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Archive for the ‘Military To Civilian’ Category

Marine Transitions to Private Sector Job - 'Your program works!'

job offer In honor of Veterans Day, I wanted to share this story with you. Many people from the military have trouble transitioning to civilian jobs simply because they don't present or market themselves to private sector employers as well as they need to. In other words, they have the skill sets but they don't effectively communicate them and how they translate.

Michael used a 30-60-90-day plan as a tool to show in the interview how he would tackle the job (in addition to other job search strategies)--and as he said, the result was 'truly magnificent':

Read more...

Military to Civilian Job Search Help - Mission: Transition

military to civilian job searchThe military-to-civilian job transition can be tough. For job-seeking veterans, finding jobs that fit and communicating the value of their skills to civilian employers can be difficult.

This is why we at Career Confidential created Mission: Transition--a specially-designed job search training package for active-duty military, veterans, and their families.

These tools can make the difference in getting stuck in frustrating unemployment (unemployment rates for veterans are higher than average) or finding the perfect job quickly. See how these tools helped TLR:

Peggy,
I am retiring from the military in two months. My first interview was not good, but in my post-interview review I found you.
Your system is a great one - I nailed all of the subsequent phone interviews and my face to face interview. The result is I landed my dream job against some stiff competition.
The brag book was a game changer and when I brought out the 30-60-90 day plan I could sense the deal was sealed. Thanks! ...I have told all my peers about you!
- Cheers, TLR

If you know anyone transitioning from a military to a civilian job, please share this post.

Find more details here - Mission: Transition

 

Best Military to Civilian Job Search Tips

Veteran Job SearchIf you are active duty military or a veteran in a civilian job search, what are your biggest problems?

  • Finding enough opportunities
  • Finding the right opportunities that fit your skills
  • Some employers are wary about you and how you may relate and adapt to civilian work culture
  • Explaining your skills in a way that civilian employers see as valuable

These problems can get in the way even when you have true job skills and employers feel favorably about hiring veterans. This is why the unemployment rate for veterans is higher than average. Many a veteran has been passed over for jobs they were completely qualified for.

To overcome these issues and get good job offers, you need to...

Find More Opportunities

When you first begin job searching, you probably get on some kind of job board and look at listings. It looks like a lot at first, until you start narrowing it down to what fits you. What you're left with is a few jobs you can apply for. But guess what? For most people, it won't be enough. Very few of those online applications result in actual interviews (some say it's as low as 2% of applicants).

The big "secret" of job searching is that for every job you see listed, there's at least one more that isn't. That's the hidden job market. That's what you need to access in order to find the opportunities you need.

*See How to Find Unadvertised Jobs and Get Interviews.

Contact Hiring Managers Directly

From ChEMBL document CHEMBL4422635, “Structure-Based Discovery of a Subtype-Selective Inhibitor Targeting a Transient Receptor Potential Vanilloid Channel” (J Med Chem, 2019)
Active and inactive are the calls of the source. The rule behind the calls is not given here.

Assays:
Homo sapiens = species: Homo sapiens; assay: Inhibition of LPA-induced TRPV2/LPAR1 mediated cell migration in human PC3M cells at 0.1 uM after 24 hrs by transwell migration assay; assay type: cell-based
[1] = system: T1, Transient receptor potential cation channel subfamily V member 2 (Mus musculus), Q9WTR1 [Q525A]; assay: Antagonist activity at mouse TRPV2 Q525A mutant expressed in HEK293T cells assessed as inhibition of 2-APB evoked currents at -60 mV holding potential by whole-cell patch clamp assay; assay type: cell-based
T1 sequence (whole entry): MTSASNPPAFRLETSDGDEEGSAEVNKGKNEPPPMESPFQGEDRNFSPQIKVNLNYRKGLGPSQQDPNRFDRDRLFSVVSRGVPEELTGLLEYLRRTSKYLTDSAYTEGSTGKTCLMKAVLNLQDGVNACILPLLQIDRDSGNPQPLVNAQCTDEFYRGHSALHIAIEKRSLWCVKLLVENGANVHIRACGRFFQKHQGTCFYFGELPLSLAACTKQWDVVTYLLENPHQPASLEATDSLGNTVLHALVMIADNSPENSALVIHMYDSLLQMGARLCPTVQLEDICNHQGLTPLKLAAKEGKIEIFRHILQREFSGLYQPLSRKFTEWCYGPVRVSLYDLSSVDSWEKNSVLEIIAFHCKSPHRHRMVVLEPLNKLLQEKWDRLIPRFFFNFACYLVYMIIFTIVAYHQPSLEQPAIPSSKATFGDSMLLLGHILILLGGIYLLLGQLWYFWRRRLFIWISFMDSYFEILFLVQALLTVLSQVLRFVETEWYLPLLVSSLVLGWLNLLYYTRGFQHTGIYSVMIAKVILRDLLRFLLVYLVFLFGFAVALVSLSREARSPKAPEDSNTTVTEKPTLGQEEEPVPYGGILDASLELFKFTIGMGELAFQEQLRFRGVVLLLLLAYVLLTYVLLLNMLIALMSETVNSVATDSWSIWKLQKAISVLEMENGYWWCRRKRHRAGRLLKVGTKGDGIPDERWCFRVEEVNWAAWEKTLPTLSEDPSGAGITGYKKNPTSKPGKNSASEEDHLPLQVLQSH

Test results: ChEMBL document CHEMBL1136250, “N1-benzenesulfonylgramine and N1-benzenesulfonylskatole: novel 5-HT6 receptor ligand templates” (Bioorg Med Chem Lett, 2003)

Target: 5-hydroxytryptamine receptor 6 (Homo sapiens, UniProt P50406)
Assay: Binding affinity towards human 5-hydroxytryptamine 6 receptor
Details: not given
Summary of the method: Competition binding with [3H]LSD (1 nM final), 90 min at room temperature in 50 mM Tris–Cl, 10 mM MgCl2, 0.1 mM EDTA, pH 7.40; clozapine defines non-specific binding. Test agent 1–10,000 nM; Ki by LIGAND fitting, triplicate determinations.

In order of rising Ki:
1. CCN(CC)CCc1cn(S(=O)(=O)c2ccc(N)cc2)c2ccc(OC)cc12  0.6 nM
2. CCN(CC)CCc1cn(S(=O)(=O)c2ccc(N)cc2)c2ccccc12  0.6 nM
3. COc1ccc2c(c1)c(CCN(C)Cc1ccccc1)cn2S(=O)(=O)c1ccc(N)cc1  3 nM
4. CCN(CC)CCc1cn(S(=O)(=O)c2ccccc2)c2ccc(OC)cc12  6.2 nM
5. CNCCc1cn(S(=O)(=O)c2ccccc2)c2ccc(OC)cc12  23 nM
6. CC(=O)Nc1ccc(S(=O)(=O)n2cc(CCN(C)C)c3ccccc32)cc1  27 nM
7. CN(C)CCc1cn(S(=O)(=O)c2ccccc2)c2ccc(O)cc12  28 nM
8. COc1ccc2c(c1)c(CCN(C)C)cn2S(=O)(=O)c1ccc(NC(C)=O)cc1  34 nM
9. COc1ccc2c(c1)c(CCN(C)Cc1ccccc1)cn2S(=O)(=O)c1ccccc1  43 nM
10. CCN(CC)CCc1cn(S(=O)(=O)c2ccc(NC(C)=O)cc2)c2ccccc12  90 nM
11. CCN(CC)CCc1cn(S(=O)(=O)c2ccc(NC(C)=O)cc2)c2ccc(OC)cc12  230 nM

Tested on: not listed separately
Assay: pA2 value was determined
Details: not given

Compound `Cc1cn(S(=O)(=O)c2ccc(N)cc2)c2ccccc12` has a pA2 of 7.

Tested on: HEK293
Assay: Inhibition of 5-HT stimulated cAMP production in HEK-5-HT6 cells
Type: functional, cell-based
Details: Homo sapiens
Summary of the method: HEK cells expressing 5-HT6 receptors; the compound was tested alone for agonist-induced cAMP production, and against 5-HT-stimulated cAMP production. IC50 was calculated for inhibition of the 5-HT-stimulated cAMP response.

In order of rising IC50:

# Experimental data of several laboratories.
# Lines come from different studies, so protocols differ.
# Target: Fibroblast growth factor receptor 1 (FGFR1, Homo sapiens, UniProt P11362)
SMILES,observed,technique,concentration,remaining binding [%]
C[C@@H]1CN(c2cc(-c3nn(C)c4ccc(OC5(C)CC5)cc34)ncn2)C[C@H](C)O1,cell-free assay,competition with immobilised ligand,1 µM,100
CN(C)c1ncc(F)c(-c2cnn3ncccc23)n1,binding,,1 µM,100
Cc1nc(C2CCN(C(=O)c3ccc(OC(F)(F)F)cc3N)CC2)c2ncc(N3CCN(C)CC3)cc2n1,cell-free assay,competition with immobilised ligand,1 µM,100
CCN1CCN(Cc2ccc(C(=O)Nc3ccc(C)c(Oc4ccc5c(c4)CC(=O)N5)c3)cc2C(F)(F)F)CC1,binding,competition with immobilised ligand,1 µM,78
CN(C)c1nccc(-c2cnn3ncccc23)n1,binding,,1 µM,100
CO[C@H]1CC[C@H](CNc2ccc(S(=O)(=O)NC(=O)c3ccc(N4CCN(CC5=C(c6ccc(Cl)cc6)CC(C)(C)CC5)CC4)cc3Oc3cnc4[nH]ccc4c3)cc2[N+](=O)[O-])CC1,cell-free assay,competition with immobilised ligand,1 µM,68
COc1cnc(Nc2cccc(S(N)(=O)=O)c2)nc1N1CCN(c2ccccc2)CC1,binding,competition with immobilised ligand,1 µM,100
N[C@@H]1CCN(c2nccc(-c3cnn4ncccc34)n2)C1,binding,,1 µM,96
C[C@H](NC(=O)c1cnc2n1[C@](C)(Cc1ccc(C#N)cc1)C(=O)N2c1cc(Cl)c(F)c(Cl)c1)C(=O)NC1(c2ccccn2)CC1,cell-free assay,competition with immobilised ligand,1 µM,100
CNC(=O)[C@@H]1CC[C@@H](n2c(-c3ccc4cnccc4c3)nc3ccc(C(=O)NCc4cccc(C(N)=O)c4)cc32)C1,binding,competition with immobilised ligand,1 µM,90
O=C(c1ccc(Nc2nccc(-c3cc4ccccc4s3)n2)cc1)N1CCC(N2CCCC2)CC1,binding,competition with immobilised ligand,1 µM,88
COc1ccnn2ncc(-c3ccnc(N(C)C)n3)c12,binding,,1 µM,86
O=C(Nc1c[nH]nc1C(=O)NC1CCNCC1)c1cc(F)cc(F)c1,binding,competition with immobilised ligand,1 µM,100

You need to contact hiring managers directly, because applying online through HR departments won't cut it for you. This method doesn't work for anyone who isn't a letter-perfect fit for the job.

The most effective move any job seeker can make now is to stop applying for jobs online and instead go straight to the hiring manager. Very few online applications result in interviews (and this is true for everyone), so don't even waste your time. Think about what the job title of your potential boss would be, and look for people with those job titles at companies you're interested in and send them an email with your resume. 96% of executives say that contacting hiring managers gets more interviews.  It will probably take some research on your part, but your interviews will be worth it.

* See this video about How to Go Directly to the Hiring Manager to Land the Interview.

Have a Resume That Markets You

In today's job market, a resume that is only a job history won't get you the interviews you want. You need a resume that acts as a marketing document. It should 'sell' you for the job, and grab the attention of employers with a clear, strategically-written objective statement, bullet points, and quantification.

Communicate Effectively in the Interview

When you get the interview, you need to communicate in a way that helps them visualize you in the job. The very best way to do this is to bring a 30-60-90-Day Plan that shows how you would approach this job in the first 90 days. These plans take a lot of research to complete, but the effect on a hiring manager is huge.

30-60-90-Day Plans are the most effective interview tool for everyone from brand-new graduates to those with years of experience. The last time I was in a job search, my plans got my 5 job offers, and when I was a recruiter, I insisted that my candidates bring them, too (and they got hired at a very high rate).

* Find out more about 30 60 90 Day Plans and start creating yours for your interview.

Job Search Success for Active Duty Military and Veterans 

Because military folks (and their spouses, too) can have difficulty effectively communicating your value to employers and getting hired, we put together a targeted collection of tools especially for you called Mission: Transition.  It solves unique issues like job searching long-distance, translating military experience for civilian hiring managers (on resumes and in interviews), answering interview questions, 30-60-90-Day Plans, and more.

*See what's included - Mission: Transition.

 

Is the job search worse than boot camp?